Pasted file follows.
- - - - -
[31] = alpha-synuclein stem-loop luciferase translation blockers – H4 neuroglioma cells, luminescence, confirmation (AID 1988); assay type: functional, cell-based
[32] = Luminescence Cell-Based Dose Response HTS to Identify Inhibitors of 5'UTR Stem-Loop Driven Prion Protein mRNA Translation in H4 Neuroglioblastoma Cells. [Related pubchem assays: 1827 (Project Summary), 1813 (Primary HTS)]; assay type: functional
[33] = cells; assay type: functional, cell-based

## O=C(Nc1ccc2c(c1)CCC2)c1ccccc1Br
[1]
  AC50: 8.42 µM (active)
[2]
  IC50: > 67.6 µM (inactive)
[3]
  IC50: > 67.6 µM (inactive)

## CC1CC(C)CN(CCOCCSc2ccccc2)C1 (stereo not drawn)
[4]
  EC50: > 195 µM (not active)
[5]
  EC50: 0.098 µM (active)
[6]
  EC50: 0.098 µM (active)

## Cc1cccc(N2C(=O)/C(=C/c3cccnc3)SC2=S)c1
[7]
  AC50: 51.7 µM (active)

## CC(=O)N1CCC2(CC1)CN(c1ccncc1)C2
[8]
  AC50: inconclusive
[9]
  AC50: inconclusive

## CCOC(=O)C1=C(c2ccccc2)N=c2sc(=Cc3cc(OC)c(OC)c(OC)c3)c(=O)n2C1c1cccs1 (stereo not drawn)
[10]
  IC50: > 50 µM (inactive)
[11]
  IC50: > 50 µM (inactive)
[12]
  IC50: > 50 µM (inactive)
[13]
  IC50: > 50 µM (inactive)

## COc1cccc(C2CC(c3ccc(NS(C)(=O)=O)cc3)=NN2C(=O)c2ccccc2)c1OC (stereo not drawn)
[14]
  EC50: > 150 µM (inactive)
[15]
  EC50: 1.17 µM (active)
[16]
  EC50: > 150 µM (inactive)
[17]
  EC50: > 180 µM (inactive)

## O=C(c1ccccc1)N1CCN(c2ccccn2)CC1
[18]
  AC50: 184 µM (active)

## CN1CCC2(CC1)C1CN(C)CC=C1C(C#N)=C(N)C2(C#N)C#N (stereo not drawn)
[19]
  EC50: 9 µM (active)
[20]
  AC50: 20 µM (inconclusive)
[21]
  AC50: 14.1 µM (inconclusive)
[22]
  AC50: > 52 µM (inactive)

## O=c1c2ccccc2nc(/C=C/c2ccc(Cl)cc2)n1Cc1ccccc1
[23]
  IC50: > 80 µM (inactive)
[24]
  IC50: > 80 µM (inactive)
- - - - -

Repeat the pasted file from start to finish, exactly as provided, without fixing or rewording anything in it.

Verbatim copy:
[31] = alpha-synuclein stem-loop luciferase translation blockers – H4 neuroglioma cells, luminescence, confirmation (AID 1988); assay type: functional, cell-based
[32] = Luminescence Cell-Based Dose Response HTS to Identify Inhibitors of 5'UTR Stem-Loop Driven Prion Protein mRNA Translation in H4 Neuroglioblastoma Cells. [Related pubchem assays: 1827 (Project Summary), 1813 (Primary HTS)]; assay type: functional
[33] = cells; assay type: functional, cell-based

## O=C(Nc1ccc2c(c1)CCC2)c1ccccc1Br
[1]
  AC50: 8.42 µM (active)
[2]
  IC50: > 67.6 µM (inactive)
[3]
  IC50: > 67.6 µM (inactive)

## CC1CC(C)CN(CCOCCSc2ccccc2)C1 (stereo not drawn)
[4]
  EC50: > 195 µM (not active)
[5]
  EC50: 0.098 µM (active)
[6]
  EC50: 0.098 µM (active)

## Cc1cccc(N2C(=O)/C(=C/c3cccnc3)SC2=S)c1
[7]
  AC50: 51.7 µM (active)

## CC(=O)N1CCC2(CC1)CN(c1ccncc1)C2
[8]
  AC50: inconclusive
[9]
  AC50: inconclusive

## CCOC(=O)C1=C(c2ccccc2)N=c2sc(=Cc3cc(OC)c(OC)c(OC)c3)c(=O)n2C1c1cccs1 (stereo not drawn)
[10]
  IC50: > 50 µM (inactive)
[11]
  IC50: > 50 µM (inactive)
[12]
  IC50: > 50 µM (inactive)
[13]
  IC50: > 50 µM (inactive)

## COc1cccc(C2CC(c3ccc(NS(C)(=O)=O)cc3)=NN2C(=O)c2ccccc2)c1OC (stereo not drawn)
[14]
  EC50: > 150 µM (inactive)
[15]
  EC50: 1.17 µM (active)
[16]
  EC50: > 150 µM (inactive)
[17]
  EC50: > 180 µM (inactive)

## O=C(c1ccccc1)N1CCN(c2ccccn2)CC1
[18]
  AC50: 184 µM (active)

## CN1CCC2(CC1)C1CN(C)CC=C1C(C#N)=C(N)C2(C#N)C#N (stereo not drawn)
[19]
  EC50: 9 µM (active)
[20]
  AC50: 20 µM (inconclusive)
[21]
  AC50: 14.1 µM (inconclusive)
[22]
  AC50: > 52 µM (inactive)

## O=c1c2ccccc2nc(/C=C/c2ccc(Cl)cc2)n1Cc1ccccc1
[23]
  IC50: > 80 µM (inactive)
[24]
  IC50: > 80 µM (inactive)